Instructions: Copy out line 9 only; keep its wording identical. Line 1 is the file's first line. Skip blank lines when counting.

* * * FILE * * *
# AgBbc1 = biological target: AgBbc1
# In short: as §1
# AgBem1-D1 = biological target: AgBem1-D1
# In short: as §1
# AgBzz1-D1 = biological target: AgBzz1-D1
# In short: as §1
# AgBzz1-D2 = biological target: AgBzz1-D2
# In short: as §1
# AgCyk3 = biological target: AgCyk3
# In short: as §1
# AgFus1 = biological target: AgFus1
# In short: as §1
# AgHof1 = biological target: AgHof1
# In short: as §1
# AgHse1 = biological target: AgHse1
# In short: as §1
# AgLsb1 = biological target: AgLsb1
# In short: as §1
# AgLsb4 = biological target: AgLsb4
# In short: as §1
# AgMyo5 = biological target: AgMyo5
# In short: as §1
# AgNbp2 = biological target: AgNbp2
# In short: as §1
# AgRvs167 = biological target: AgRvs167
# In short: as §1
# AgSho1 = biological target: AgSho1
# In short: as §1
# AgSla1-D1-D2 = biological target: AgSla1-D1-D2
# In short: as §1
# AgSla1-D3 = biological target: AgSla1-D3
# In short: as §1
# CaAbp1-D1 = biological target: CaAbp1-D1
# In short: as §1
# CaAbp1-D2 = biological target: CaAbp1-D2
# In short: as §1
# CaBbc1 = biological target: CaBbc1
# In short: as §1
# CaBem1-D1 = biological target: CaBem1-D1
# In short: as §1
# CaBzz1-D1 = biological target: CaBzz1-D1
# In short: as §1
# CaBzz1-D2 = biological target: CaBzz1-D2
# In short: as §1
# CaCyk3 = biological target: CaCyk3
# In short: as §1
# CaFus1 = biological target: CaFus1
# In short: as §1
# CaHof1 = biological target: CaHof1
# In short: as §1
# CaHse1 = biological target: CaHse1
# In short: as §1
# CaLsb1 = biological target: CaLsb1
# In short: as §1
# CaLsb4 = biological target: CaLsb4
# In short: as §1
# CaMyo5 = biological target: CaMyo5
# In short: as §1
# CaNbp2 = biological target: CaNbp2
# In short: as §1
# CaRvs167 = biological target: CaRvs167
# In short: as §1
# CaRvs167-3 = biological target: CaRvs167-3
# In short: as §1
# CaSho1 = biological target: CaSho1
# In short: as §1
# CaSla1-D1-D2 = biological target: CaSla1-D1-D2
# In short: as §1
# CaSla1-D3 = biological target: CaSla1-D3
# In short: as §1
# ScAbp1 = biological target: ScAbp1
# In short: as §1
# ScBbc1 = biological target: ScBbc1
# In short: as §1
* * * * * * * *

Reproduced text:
# AgCyk3 = biological target: AgCyk3